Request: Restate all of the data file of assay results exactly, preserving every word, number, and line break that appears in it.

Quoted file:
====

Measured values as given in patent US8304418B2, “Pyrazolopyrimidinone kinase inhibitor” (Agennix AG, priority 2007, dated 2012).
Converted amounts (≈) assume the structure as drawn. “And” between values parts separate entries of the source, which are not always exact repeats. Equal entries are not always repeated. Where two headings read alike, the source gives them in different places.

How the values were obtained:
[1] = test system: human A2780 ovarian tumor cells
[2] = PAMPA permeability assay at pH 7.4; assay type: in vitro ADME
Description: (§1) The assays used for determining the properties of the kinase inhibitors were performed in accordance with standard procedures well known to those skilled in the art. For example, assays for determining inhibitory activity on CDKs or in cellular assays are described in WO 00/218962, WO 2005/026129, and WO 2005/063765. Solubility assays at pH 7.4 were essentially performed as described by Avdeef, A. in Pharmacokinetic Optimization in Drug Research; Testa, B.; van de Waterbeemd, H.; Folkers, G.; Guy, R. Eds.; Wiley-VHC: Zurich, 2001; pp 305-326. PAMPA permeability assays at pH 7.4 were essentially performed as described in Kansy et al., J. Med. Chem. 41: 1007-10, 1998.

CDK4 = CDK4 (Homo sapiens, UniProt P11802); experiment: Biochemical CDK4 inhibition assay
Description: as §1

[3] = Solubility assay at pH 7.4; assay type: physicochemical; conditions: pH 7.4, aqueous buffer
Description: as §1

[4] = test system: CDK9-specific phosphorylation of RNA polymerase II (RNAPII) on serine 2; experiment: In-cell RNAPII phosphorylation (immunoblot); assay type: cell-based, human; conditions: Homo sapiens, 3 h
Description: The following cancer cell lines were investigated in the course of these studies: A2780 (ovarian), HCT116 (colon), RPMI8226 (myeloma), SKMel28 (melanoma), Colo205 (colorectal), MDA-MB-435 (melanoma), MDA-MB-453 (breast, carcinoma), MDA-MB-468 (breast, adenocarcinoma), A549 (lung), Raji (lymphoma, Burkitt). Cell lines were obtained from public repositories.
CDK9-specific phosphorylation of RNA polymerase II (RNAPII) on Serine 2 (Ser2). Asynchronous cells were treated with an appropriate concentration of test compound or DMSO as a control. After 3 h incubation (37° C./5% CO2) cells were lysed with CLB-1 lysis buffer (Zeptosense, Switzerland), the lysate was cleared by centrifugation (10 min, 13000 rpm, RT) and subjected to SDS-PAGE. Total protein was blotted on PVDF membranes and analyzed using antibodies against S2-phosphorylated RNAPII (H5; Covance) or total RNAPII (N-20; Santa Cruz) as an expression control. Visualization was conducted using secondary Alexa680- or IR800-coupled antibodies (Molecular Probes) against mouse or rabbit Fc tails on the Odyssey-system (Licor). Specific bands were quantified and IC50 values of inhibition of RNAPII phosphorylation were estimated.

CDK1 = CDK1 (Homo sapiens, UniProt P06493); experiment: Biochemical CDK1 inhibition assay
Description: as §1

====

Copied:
Measured values as given in patent US8304418B2, “Pyrazolopyrimidinone kinase inhibitor” (Agennix AG, priority 2007, dated 2012).
Converted amounts (≈) assume the structure as drawn. “And” between values parts separate entries of the source, which are not always exact repeats. Equal entries are not always repeated. Where two headings read alike, the source gives them in different places.

How the values were obtained:
[1] = test system: human A2780 ovarian tumor cells
[2] = PAMPA permeability assay at pH 7.4; assay type: in vitro ADME
Description: (§1) The assays used for determining the properties of the kinase inhibitors were performed in accordance with standard procedures well known to those skilled in the art. For example, assays for determining inhibitory activity on CDKs or in cellular assays are described in WO 00/218962, WO 2005/026129, and WO 2005/063765. Solubility assays at pH 7.4 were essentially performed as described by Avdeef, A. in Pharmacokinetic Optimization in Drug Research; Testa, B.; van de Waterbeemd, H.; Folkers, G.; Guy, R. Eds.; Wiley-VHC: Zurich, 2001; pp 305-326. PAMPA permeability assays at pH 7.4 were essentially performed as described in Kansy et al., J. Med. Chem. 41: 1007-10, 1998.

CDK4 = CDK4 (Homo sapiens, UniProt P11802); experiment: Biochemical CDK4 inhibition assay
Description: as §1

[3] = Solubility assay at pH 7.4; assay type: physicochemical; conditions: pH 7.4, aqueous buffer
Description: as §1

[4] = test system: CDK9-specific phosphorylation of RNA polymerase II (RNAPII) on serine 2; experiment: In-cell RNAPII phosphorylation (immunoblot); assay type: cell-based, human; conditions: Homo sapiens, 3 h
Description: The following cancer cell lines were investigated in the course of these studies: A2780 (ovarian), HCT116 (colon), RPMI8226 (myeloma), SKMel28 (melanoma), Colo205 (colorectal), MDA-MB-435 (melanoma), MDA-MB-453 (breast, carcinoma), MDA-MB-468 (breast, adenocarcinoma), A549 (lung), Raji (lymphoma, Burkitt). Cell lines were obtained from public repositories.
CDK9-specific phosphorylation of RNA polymerase II (RNAPII) on Serine 2 (Ser2). Asynchronous cells were treated with an appropriate concentration of test compound or DMSO as a control. After 3 h incubation (37° C./5% CO2) cells were lysed with CLB-1 lysis buffer (Zeptosense, Switzerland), the lysate was cleared by centrifugation (10 min, 13000 rpm, RT) and subjected to SDS-PAGE. Total protein was blotted on PVDF membranes and analyzed using antibodies against S2-phosphorylated RNAPII (H5; Covance) or total RNAPII (N-20; Santa Cruz) as an expression control. Visualization was conducted using secondary Alexa680- or IR800-coupled antibodies (Molecular Probes) against mouse or rabbit Fc tails on the Odyssey-system (Licor). Specific bands were quantified and IC50 values of inhibition of RNAPII phosphorylation were estimated.

CDK1 = CDK1 (Homo sapiens, UniProt P06493); experiment: Biochemical CDK1 inhibition assay
Description: as §1